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#1 David Rakoczy

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Posted 05 February 2009 - 12:03 AM

I have to shoot time lapse in 5 hours in 25 degree weather with my SR2 using 7212. I have no experience shooting in sub freezing weather. Should I download what I have already shot for safety reasons or just go do the shot on the same mag and not worry about the film, exposed and not yet exposed? Is Kodak made to operate under these extreme temps?

Thanks!

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#2 Alessandro Machi

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Posted 05 February 2009 - 12:16 AM

Hi David, I'm just replying because sometimes people are more apt to look at a topic if it has a response to it.

I hope someone comes through with an answer. If no one else responds would it make sense to go out now in the cold and see how your camera performs, or is that too much grief this late in the game?

I am curious if the fact that you are doing single frame versus real time is an advantage or a disadvantage for your situation. Also, do you have to worry about bringing the camera back into the warm right away?
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#3 David Rakoczy

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Posted 05 February 2009 - 12:22 AM

Hi David, I'm just replying because sometimes people are more apt to look at a topic if it has a response to it.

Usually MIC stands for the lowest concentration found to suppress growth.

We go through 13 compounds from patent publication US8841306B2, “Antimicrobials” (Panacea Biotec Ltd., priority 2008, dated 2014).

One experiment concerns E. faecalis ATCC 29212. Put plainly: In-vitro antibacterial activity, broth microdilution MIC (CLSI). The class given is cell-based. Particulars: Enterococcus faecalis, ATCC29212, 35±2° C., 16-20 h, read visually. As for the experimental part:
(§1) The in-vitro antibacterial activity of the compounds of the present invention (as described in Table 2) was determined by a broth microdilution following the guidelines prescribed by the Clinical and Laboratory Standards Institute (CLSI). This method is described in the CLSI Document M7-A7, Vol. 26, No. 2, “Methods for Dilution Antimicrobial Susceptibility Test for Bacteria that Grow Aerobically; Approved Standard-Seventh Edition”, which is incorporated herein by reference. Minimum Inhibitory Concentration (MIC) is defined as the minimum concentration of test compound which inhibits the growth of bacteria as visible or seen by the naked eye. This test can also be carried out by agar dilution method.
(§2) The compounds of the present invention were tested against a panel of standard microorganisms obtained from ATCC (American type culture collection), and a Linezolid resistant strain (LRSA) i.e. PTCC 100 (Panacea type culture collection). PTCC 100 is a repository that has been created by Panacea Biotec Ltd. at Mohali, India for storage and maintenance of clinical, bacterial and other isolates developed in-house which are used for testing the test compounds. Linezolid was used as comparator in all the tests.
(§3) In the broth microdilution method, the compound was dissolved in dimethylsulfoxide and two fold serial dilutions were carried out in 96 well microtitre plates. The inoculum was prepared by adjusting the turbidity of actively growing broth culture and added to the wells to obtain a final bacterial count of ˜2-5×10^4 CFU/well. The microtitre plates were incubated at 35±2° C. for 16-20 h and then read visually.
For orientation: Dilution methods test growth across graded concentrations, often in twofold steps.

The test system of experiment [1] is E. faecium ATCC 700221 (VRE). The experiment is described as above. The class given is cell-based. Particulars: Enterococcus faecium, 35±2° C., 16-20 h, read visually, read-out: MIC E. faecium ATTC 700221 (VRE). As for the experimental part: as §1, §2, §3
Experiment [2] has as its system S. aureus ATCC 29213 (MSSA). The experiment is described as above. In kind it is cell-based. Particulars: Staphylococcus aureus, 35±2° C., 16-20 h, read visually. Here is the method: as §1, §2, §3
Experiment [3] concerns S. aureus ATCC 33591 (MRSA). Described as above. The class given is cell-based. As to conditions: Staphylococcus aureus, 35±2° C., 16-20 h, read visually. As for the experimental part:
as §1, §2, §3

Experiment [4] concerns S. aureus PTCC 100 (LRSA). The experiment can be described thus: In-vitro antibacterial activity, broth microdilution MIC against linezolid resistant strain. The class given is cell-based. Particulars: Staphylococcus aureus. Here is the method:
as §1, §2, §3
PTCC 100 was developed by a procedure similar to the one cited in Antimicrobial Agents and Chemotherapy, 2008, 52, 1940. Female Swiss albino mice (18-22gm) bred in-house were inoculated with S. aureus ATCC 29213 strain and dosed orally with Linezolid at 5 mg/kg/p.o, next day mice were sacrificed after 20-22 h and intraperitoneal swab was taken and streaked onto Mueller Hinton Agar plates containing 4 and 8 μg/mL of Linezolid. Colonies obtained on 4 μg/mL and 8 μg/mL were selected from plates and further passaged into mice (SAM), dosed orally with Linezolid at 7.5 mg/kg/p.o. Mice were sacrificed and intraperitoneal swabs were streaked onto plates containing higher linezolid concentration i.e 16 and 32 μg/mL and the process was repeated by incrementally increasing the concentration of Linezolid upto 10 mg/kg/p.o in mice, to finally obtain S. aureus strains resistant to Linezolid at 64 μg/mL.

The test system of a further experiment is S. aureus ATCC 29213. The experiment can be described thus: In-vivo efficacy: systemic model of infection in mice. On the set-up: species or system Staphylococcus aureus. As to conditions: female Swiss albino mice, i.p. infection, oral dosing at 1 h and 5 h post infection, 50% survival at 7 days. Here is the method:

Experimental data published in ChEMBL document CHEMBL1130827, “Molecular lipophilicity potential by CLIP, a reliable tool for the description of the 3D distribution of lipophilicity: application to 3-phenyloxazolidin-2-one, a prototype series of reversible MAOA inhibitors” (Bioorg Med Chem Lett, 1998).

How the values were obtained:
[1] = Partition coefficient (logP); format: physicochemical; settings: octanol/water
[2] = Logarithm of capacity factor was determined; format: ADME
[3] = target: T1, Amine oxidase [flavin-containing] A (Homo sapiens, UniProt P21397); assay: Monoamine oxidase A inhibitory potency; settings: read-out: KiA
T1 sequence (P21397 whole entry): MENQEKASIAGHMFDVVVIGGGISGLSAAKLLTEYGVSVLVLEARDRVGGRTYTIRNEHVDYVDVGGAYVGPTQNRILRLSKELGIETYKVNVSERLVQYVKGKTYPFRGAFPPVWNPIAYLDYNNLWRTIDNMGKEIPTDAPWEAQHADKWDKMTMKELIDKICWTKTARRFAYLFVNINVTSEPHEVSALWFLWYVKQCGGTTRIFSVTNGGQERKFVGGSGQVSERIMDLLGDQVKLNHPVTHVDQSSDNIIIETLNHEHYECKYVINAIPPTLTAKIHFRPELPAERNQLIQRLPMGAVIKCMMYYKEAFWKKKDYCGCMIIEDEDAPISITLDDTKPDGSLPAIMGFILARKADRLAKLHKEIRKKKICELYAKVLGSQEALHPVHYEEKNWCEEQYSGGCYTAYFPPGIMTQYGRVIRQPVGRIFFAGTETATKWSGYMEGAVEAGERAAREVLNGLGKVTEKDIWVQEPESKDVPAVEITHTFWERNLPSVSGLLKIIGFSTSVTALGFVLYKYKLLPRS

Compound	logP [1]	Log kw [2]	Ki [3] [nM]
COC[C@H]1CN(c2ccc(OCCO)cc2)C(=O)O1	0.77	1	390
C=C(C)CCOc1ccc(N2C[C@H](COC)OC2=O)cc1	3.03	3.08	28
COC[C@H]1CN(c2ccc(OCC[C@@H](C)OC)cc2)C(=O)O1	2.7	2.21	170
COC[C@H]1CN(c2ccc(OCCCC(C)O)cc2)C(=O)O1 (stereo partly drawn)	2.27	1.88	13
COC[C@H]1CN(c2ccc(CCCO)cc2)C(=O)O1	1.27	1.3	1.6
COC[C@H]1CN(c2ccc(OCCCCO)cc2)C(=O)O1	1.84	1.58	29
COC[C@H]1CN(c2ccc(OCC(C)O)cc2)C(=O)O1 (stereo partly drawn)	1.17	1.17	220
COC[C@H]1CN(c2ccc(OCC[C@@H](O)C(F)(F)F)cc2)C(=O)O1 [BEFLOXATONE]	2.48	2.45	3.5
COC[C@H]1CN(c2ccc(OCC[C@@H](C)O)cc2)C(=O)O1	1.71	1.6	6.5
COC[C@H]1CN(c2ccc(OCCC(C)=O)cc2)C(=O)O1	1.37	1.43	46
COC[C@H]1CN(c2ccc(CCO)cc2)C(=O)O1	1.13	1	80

I hope someone comes through with an answer. If no one else responds would it make sense to go out now in the cold and see how your camera performs, or is that too much grief this late in the game?

I am curious if the fact that you are doing single frame versus real time is an advantage or a disadvantage for your situation. Also, do you have to worry about bringing the camera back into the warm right away?



Thank you. I am not concerned about my camera. My worry is brittle film. Called Kodak... Closed... No emergency hot line. I am shooting in Florida of all places to have this concern.
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#4 James Steven Beverly

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Posted 05 February 2009 - 12:45 AM

David, I don't have experience per se' however, I do know Soviet equipment which often had to be used under cold conditions, came with built in heaters and I've also seen Arri mag heaters and barneys. Since 25 deg. is well below freezing, I would expect both the camera and film to have problems at that temperature and probably find a way to keep the camera warm, maybe wrapping it in an electric blanket set on a low setting (60-65 deg something like that) since you probably don't have time to find a proper heated barney for it. I should imagine that might work, that or setting up some sort of enclosure to film from where you can warm the camera to a proper operating temperature. The other problem in Florida may be humidity and condensation forming due to the temperature difference.

Edited by James Steven Beverly, 05 February 2009 - 12:48 AM.

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#5 Jim Hyslop

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Posted 05 February 2009 - 12:52 AM

I have to shoot time lapse in 5 hours in 25 degree weather with my SR2 using 7212. I have no experience shooting in sub freezing weather.

This was discussed a few weeks back (here is the thread). I think you'll be fine. I was 2AC on a shoot that was around 20 degrees, and we took no special precautions. The main thing is to keep the batteries warm - the cold will kill them very quickly. See the thread for other tips.

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#6 Jim Hyslop

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Posted 05 February 2009 - 01:01 AM